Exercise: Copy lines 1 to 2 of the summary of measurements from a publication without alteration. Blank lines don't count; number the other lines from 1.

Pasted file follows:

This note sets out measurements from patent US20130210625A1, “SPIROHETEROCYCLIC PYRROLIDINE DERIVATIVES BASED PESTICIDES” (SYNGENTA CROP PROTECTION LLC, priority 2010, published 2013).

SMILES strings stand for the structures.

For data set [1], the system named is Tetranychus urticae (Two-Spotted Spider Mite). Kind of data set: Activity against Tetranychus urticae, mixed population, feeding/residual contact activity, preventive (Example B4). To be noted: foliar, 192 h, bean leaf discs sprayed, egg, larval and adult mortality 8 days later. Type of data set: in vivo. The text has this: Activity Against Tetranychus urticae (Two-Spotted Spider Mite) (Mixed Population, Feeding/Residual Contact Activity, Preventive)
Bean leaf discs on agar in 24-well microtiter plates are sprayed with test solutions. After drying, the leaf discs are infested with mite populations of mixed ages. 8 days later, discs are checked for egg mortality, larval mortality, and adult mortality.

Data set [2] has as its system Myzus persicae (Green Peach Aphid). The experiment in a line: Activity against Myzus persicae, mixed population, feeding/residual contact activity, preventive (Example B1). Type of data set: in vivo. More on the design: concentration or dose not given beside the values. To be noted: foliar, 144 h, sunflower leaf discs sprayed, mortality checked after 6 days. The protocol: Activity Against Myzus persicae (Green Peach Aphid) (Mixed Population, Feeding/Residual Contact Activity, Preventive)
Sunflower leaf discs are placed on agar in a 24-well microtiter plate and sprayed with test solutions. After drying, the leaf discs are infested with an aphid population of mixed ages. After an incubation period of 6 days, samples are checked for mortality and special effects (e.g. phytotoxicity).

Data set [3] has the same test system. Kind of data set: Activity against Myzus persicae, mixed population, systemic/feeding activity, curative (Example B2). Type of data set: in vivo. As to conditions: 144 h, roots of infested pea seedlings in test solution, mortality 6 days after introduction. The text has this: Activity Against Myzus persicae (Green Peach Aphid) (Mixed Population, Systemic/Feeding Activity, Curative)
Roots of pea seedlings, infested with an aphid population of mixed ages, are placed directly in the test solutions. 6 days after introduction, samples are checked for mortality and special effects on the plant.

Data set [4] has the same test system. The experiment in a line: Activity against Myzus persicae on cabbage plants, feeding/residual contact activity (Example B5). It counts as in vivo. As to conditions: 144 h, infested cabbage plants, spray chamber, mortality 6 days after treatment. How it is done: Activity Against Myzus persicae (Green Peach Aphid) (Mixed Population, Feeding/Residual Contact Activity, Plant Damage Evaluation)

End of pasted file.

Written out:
This note sets out measurements from patent US20130210625A1, “SPIROHETEROCYCLIC PYRROLIDINE DERIVATIVES BASED PESTICIDES” (SYNGENTA CROP PROTECTION LLC, priority 2010, published 2013).

SMILES strings stand for the structures.